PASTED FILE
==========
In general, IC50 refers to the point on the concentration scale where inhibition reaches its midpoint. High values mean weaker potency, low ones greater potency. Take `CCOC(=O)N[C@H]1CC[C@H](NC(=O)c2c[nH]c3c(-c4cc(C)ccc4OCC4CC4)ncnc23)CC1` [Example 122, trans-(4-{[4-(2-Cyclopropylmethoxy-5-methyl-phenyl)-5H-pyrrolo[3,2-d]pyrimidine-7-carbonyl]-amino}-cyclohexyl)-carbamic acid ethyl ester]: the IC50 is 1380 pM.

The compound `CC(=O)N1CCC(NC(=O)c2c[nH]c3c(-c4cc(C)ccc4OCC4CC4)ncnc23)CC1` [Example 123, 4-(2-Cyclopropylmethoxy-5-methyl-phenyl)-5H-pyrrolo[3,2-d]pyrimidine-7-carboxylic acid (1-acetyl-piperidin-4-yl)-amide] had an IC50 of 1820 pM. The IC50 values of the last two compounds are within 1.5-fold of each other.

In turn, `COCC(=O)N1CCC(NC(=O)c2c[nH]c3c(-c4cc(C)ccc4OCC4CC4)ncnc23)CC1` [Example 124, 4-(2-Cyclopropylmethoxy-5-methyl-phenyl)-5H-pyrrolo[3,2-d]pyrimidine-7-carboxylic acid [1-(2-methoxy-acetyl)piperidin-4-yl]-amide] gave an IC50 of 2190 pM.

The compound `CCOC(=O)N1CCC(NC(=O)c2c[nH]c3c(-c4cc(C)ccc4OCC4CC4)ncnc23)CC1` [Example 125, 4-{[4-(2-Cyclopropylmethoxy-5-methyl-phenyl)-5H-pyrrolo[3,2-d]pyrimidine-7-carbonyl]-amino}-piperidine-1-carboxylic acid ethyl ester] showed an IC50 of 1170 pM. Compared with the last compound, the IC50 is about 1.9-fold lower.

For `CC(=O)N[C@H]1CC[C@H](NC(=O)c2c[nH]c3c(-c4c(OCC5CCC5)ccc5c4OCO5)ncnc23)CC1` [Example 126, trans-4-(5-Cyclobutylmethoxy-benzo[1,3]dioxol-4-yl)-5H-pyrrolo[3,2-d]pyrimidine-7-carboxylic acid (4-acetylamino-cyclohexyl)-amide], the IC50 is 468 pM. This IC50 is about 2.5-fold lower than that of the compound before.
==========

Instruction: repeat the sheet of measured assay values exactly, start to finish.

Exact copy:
In general, IC50 refers to the point on the concentration scale where inhibition reaches its midpoint. High values mean weaker potency, low ones greater potency. Take `CCOC(=O)N[C@H]1CC[C@H](NC(=O)c2c[nH]c3c(-c4cc(C)ccc4OCC4CC4)ncnc23)CC1` [Example 122, trans-(4-{[4-(2-Cyclopropylmethoxy-5-methyl-phenyl)-5H-pyrrolo[3,2-d]pyrimidine-7-carbonyl]-amino}-cyclohexyl)-carbamic acid ethyl ester]: the IC50 is 1380 pM.

The compound `CC(=O)N1CCC(NC(=O)c2c[nH]c3c(-c4cc(C)ccc4OCC4CC4)ncnc23)CC1` [Example 123, 4-(2-Cyclopropylmethoxy-5-methyl-phenyl)-5H-pyrrolo[3,2-d]pyrimidine-7-carboxylic acid (1-acetyl-piperidin-4-yl)-amide] had an IC50 of 1820 pM. The IC50 values of the last two compounds are within 1.5-fold of each other.

In turn, `COCC(=O)N1CCC(NC(=O)c2c[nH]c3c(-c4cc(C)ccc4OCC4CC4)ncnc23)CC1` [Example 124, 4-(2-Cyclopropylmethoxy-5-methyl-phenyl)-5H-pyrrolo[3,2-d]pyrimidine-7-carboxylic acid [1-(2-methoxy-acetyl)piperidin-4-yl]-amide] gave an IC50 of 2190 pM.

The compound `CCOC(=O)N1CCC(NC(=O)c2c[nH]c3c(-c4cc(C)ccc4OCC4CC4)ncnc23)CC1` [Example 125, 4-{[4-(2-Cyclopropylmethoxy-5-methyl-phenyl)-5H-pyrrolo[3,2-d]pyrimidine-7-carbonyl]-amino}-piperidine-1-carboxylic acid ethyl ester] showed an IC50 of 1170 pM. Compared with the last compound, the IC50 is about 1.9-fold lower.

For `CC(=O)N[C@H]1CC[C@H](NC(=O)c2c[nH]c3c(-c4c(OCC5CCC5)ccc5c4OCO5)ncnc23)CC1` [Example 126, trans-4-(5-Cyclobutylmethoxy-benzo[1,3]dioxol-4-yl)-5H-pyrrolo[3,2-d]pyrimidine-7-carboxylic acid (4-acetylamino-cyclohexyl)-amide], the IC50 is 468 pM. This IC50 is about 2.5-fold lower than that of the compound before.